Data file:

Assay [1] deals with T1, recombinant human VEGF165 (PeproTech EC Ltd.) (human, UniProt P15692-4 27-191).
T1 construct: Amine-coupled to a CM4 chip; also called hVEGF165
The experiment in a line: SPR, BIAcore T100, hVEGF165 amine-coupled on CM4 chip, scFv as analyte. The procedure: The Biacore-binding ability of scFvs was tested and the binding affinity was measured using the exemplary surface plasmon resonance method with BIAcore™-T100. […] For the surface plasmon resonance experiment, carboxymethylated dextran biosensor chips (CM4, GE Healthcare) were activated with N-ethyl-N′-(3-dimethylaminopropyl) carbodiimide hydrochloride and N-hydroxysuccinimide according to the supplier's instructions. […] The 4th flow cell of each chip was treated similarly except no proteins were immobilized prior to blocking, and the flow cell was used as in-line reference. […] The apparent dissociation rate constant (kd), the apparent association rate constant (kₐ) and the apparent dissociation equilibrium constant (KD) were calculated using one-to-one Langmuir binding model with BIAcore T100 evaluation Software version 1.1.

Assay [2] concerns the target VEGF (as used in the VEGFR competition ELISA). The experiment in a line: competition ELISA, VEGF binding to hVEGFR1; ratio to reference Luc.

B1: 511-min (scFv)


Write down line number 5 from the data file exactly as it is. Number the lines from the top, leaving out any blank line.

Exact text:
B1: 511-min (scFv)